What were you doing last Friday at 1:39 a.m.? If you live in Pforzheimer House, you probably wish you'd been at your computer like Bonnie Cao '12, who was up late working on a paper.

Early Friday morning, Cao saw an email from Pfoho Tutor Andrey Liscovich with the subject line "outing to Sears tower – yes, the one in Chicago – Sat, Sept 24." Before she'd finished reading the unusual email, she responded expressing interest in the outing.  Cao, who is from Los Angeles and hasn't visited the Midwest, said she had been hoping to travel to Chicago and that this seemed like the perfect opportunity to do so.

"Andrey had been my floor tutor my sophomore year so I knew he was a trustworthy guy," she said. "He tends to be really good at these things."

Other students who received the email were more skeptical of this bizarre offer—a day-long "outing" to a city 1,000 miles away free of charge. Regardless, Liscovich estimated that he received 100 responses in the hours after he sent the initial email. After asking each student who'd written back to provide his or her full name and date of birth, Liscovich selected the first eight Pfohosers to do so as his traveling companions for this weekend's "outing."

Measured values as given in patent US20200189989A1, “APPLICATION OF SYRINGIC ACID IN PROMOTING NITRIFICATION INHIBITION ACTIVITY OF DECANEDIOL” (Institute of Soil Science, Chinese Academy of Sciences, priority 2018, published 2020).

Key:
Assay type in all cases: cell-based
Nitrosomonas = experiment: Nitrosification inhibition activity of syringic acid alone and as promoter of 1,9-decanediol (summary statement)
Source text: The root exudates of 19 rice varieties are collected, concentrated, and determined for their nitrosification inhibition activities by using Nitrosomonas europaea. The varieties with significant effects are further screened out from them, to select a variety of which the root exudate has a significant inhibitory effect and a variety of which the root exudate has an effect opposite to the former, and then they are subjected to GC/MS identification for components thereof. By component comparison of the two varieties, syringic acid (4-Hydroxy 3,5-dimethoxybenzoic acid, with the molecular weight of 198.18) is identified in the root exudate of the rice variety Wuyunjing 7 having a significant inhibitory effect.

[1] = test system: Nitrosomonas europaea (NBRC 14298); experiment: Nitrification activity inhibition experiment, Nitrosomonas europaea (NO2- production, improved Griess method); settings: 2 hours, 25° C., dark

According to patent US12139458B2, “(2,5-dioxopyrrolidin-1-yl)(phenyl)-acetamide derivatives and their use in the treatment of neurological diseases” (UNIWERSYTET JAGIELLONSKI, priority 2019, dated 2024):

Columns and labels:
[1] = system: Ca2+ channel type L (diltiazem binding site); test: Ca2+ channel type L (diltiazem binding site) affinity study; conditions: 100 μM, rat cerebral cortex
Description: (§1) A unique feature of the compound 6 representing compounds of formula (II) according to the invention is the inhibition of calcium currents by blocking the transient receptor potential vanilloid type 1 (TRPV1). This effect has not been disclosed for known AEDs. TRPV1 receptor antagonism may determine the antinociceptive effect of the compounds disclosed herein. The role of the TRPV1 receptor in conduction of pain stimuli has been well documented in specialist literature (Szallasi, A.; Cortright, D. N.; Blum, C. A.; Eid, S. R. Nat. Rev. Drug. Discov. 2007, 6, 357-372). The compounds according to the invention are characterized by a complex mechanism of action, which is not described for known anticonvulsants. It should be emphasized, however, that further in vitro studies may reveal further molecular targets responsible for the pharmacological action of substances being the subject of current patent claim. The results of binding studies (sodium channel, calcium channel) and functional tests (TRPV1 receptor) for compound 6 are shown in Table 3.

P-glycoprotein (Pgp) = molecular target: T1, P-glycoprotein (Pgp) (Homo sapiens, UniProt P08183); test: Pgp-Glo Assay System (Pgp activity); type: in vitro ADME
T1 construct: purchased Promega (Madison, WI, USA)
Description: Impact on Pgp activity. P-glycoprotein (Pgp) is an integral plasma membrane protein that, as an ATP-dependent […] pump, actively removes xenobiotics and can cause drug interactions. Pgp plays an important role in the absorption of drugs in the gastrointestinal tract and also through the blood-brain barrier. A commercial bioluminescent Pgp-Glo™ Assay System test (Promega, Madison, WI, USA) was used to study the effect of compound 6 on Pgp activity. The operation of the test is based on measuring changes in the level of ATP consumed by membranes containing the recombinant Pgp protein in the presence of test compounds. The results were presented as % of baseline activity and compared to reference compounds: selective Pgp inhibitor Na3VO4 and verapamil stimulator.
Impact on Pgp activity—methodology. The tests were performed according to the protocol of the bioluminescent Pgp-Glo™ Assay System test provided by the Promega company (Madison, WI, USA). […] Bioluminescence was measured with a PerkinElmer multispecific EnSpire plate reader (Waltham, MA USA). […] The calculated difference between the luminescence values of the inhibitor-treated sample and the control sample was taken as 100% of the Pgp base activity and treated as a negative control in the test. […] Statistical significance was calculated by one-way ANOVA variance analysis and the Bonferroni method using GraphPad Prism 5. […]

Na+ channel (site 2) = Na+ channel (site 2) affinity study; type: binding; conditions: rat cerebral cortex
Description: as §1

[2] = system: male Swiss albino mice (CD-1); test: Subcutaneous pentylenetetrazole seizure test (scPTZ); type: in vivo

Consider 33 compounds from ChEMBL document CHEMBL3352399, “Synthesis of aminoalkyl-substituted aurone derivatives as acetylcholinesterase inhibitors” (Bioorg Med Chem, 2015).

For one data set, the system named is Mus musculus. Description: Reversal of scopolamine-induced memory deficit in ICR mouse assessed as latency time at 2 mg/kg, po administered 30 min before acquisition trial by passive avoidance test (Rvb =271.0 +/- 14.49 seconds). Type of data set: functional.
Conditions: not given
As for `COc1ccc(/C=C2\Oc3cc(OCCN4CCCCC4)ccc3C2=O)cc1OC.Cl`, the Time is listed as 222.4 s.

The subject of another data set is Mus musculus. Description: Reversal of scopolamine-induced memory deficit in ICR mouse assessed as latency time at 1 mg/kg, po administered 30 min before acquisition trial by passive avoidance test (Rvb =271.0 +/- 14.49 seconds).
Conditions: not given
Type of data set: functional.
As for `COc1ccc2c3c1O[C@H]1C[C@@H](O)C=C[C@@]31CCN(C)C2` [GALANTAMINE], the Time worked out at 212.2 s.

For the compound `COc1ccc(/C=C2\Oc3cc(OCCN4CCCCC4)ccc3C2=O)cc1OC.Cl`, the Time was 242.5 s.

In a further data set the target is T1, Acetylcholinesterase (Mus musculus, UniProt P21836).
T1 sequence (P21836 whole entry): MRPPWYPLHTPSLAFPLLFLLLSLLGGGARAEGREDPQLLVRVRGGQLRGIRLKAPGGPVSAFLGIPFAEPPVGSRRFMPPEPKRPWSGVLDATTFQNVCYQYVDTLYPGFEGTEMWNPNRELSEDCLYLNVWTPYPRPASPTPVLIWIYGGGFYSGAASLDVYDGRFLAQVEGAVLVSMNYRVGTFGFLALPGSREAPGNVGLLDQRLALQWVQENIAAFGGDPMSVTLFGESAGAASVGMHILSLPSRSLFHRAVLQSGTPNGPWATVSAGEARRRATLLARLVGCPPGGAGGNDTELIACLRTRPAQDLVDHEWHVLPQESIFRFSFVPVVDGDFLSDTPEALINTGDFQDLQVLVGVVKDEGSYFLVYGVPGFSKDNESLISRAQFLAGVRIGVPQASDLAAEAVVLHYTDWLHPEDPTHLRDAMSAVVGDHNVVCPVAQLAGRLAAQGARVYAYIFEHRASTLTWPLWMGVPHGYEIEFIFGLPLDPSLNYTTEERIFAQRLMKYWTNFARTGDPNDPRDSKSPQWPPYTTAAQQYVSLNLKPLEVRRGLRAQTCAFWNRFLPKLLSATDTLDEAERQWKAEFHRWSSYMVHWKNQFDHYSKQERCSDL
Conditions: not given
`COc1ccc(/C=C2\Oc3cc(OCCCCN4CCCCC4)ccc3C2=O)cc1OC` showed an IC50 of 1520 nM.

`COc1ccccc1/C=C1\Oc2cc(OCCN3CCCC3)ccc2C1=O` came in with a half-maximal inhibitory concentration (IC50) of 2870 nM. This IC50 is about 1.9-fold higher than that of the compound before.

"I guess I got really lucky by being an insomniac," Cao said. By around 4 a.m., all eight students had been notified that they'd be on the excursion, and their round-trip tickets to Chicago had been booked.

But how on earth is this trip free when most normal House outings—a day of apple-picking or a trip to the movies—require participating students to cover half the cost?

"It's just how you manage the budget," Liscovich said.

"It's very mysterious, to be honest," said Jinyan Zang '13, who will be on Saturday's trip.

Liscovich wants to keep it that way.  He declined to give specific costs, but did say that the trip would be covered by the $300 outing budget that each tutor gets each semester, and that admission to the Sears Tower—which costs $17 for adults—is going to cost more than the plane tickets themselves.

Lunch at the University of Chicago will be free. For his part, Liscovich says he is looking forward to "free lunch in a place that doesn't believe in free lunches."